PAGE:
January 10th, 2007

krazy koati

Godzookie went to Hollywood, an agent to the stars

I was watching a bit of The Little Mermaid, the formerly Saturday morning cartoon. I don't have much reason except there's not a lot going on some times of the day and Deep Space Nine hadn't started yet. It may also be that I'll watch pretty near anything animated as long as it isn't trying at all to be hip or ``adult''. Anyway, I watched it some back when I was in Troy. Many of the episodes were reasonably entertaining, often with Ariel and Triton fighting over the issues of trust, independence, and protection which had they been settled like the episodes suggested would have prevented the movie from taking place. But people often will avoid learning lessons as long as they have any choice.

Anyway, this episode featured the discovery of frozen dinosaurs in the polar icecap which Ariel, naturally, manages to free, on the grounds that Flounder didn't much like being frozen in ice and would the dinosaurs like it any better? But while the dinosaurs do seem glad to not be frozen in blocks of ice, they're not very grateful, going on a short little rampage until Ariel's daddy can, once again, show up and whip up a little hot-spring-fueled lost continent for them to inhabit away from everyone. That is to say, yes, they managed to get a Godzilla story in on The Little Mermaid.

Idle question: has there ever been the discovery of ice-frozen prehistoric animals, in fiction, which didn't result in their prompt unfreezing and going on a rampage? It was even one of the plots for a Fleischer Superman short. Conversely, when did that idea became de rigeur for frozen animals ? I imagine it dates to the discovery of preserved woolly mammoths, since who'd believe well-preserved corpses otherwise, but then where did it come from? There's a missing piece in my cultural knowledge of Arthur Conan Doyle's The Lost World, which seems like it might be important, but I've been generally less than enthusiastic about reading Doyle, and the TV adaptations of The Lost World I've seen have made it so ponderous that I drift off to anything where I don't have to get behind the plot and push. There was a Sci-Fi Channel ``radio'' adaptation a few years back, which demonstrated mostly that they had no idea how real old-time radio drama could establish setting with a few seconds of foley and a well-chosen bit of dialogue. They might fall overboard in using dialogue as a tactical exposition delivery system (``Julie! Neither my trustworthy photographer Archier nor I would expect to see my ex-fiancee at a cocktail party to introduce our scientific expedition to the press thrown by Walter, my much-maligned and struggling expedition's sole financier!'') but they got the story moving in the first six hours.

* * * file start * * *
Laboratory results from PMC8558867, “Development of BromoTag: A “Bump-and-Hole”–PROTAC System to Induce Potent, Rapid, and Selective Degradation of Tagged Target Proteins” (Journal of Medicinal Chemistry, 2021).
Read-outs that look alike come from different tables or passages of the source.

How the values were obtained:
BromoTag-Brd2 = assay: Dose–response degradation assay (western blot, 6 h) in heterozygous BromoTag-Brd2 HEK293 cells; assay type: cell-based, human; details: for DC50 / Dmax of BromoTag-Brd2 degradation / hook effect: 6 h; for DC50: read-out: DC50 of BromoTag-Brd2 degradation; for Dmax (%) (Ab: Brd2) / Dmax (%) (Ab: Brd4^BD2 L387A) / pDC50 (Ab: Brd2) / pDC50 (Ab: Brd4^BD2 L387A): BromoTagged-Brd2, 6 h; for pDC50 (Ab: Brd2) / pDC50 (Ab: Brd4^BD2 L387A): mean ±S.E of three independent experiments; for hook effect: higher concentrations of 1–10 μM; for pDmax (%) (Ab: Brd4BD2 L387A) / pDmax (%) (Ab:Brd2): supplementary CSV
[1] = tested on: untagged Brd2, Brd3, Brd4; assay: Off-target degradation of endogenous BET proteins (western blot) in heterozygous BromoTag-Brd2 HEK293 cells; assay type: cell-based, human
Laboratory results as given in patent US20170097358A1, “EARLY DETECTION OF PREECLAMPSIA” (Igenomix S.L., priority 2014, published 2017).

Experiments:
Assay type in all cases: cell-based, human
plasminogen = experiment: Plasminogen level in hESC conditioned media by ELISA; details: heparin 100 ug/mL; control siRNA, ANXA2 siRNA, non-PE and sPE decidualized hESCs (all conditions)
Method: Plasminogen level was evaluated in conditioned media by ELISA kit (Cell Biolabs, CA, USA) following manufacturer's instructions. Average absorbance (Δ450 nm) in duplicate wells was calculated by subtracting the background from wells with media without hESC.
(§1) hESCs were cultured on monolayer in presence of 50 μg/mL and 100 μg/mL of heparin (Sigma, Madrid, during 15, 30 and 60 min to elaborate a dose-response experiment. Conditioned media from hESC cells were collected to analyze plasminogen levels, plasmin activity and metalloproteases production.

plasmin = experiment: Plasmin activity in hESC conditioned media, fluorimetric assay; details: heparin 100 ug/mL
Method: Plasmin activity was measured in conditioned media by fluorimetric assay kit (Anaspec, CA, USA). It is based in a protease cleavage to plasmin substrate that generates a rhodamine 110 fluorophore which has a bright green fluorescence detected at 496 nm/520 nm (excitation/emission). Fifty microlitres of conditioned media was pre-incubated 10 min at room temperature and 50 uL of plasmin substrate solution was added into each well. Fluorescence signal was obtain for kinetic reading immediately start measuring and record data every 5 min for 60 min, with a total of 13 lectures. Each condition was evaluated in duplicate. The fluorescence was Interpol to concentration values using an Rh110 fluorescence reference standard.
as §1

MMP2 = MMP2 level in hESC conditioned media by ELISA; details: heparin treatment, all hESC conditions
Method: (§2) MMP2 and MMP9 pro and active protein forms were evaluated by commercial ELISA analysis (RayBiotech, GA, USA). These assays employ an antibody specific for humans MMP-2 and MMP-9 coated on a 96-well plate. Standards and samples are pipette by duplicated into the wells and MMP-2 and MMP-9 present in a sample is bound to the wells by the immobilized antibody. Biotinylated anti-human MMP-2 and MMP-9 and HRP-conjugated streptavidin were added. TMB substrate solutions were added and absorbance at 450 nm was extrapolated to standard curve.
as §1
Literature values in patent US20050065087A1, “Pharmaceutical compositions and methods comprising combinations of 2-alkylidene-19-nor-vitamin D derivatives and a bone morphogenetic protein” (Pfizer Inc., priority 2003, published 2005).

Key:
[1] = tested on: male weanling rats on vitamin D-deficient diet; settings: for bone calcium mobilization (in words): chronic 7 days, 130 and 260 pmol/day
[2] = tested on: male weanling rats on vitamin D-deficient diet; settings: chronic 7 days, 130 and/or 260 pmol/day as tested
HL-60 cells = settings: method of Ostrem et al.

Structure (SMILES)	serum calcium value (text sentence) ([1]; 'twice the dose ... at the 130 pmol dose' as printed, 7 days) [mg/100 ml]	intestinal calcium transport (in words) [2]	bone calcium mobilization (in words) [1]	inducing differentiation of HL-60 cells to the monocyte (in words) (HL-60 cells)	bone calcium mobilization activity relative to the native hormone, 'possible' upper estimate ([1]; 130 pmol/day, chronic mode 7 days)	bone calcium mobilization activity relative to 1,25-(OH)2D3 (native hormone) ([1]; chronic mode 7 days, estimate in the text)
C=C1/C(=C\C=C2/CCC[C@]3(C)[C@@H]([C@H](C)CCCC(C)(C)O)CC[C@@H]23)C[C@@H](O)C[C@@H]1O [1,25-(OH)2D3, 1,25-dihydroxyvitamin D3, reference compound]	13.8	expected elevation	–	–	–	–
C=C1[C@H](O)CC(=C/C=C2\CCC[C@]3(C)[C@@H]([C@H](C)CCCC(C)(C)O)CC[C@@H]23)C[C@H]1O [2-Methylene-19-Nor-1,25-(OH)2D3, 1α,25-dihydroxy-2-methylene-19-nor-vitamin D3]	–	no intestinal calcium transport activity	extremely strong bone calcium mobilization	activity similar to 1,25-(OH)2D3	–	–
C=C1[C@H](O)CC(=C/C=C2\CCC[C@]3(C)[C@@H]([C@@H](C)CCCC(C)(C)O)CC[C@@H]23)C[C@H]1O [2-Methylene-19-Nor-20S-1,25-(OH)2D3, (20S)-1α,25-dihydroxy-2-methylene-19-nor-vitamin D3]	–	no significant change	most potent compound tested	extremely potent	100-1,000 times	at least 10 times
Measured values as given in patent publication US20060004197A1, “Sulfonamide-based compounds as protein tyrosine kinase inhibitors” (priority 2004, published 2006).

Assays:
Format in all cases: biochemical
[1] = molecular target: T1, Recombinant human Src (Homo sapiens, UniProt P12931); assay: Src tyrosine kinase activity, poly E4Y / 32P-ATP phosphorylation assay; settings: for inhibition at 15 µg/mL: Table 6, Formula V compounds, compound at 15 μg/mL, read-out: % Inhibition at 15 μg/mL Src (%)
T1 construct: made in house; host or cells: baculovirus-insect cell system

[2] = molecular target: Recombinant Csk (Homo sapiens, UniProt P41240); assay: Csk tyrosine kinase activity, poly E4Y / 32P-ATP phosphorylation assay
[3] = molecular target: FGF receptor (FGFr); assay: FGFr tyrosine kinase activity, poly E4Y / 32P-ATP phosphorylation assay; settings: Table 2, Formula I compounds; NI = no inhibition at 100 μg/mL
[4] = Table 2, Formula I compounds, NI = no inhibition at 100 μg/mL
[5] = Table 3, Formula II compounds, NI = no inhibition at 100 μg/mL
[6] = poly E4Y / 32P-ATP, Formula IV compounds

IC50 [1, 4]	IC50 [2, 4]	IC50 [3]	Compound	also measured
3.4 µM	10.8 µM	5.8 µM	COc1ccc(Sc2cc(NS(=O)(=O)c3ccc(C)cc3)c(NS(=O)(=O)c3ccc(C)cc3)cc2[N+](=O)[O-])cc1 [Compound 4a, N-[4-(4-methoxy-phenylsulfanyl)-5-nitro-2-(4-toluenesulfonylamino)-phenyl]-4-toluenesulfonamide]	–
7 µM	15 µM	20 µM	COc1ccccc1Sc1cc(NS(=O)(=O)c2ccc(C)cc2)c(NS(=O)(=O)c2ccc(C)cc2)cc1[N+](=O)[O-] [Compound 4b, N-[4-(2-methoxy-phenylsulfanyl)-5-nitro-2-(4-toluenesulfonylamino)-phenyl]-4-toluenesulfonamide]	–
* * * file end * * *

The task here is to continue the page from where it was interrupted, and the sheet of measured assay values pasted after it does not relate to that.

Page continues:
Trivia: Benedict Arnold was made a General (for the Colonists) on 10 January 1776. Source: The First American Army, Bruce Chadwick.

Currently Reading: The Essence of Style, Joan DeJean.